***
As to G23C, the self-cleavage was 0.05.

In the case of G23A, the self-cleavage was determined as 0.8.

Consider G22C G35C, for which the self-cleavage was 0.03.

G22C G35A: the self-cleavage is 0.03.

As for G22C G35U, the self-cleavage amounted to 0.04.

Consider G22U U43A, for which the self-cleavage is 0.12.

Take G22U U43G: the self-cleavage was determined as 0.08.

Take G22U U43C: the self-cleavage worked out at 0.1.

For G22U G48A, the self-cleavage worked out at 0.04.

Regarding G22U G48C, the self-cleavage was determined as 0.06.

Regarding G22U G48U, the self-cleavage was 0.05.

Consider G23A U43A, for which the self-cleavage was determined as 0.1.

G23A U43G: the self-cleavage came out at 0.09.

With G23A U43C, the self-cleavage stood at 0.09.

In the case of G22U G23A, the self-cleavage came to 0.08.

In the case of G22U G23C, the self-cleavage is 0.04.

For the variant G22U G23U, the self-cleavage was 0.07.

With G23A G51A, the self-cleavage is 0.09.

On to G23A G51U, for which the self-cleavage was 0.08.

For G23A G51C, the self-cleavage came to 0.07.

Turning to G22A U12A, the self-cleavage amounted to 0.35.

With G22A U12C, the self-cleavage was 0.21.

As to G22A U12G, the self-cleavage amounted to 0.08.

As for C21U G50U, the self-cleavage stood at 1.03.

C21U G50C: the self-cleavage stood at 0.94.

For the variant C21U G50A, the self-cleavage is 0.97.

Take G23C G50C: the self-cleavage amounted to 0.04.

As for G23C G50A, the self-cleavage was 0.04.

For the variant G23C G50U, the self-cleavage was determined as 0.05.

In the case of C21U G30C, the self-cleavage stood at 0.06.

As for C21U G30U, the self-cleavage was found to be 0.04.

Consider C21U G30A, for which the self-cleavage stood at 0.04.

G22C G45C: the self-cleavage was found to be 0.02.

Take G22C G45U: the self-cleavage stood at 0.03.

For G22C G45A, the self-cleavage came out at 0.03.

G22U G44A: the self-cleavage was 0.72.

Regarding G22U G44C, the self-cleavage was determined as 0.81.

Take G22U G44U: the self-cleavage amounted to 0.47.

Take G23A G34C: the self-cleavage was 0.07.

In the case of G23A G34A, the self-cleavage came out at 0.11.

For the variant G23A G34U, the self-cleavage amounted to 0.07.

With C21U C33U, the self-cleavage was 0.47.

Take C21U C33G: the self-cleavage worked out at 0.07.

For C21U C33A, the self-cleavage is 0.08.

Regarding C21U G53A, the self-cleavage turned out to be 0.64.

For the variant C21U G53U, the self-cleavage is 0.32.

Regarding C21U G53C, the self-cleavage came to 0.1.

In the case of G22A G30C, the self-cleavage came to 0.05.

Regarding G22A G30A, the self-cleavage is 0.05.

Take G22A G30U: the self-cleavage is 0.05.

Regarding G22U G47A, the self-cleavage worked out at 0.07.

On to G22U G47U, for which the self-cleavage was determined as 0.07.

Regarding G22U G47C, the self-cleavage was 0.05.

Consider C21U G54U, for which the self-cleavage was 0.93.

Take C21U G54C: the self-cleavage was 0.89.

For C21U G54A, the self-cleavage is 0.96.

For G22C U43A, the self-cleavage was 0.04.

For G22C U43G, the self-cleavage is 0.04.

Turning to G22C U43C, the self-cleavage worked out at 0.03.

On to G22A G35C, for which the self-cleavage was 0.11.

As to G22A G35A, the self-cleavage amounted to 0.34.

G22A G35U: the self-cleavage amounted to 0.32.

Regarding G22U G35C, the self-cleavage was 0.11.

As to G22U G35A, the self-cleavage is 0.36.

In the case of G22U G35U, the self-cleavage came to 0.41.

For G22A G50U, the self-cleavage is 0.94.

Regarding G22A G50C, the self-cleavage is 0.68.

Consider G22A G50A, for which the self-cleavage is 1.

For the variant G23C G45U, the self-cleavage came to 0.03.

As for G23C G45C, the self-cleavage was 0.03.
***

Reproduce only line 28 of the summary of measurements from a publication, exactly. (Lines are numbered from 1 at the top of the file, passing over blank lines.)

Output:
As for G23C G50A, the self-cleavage was 0.04.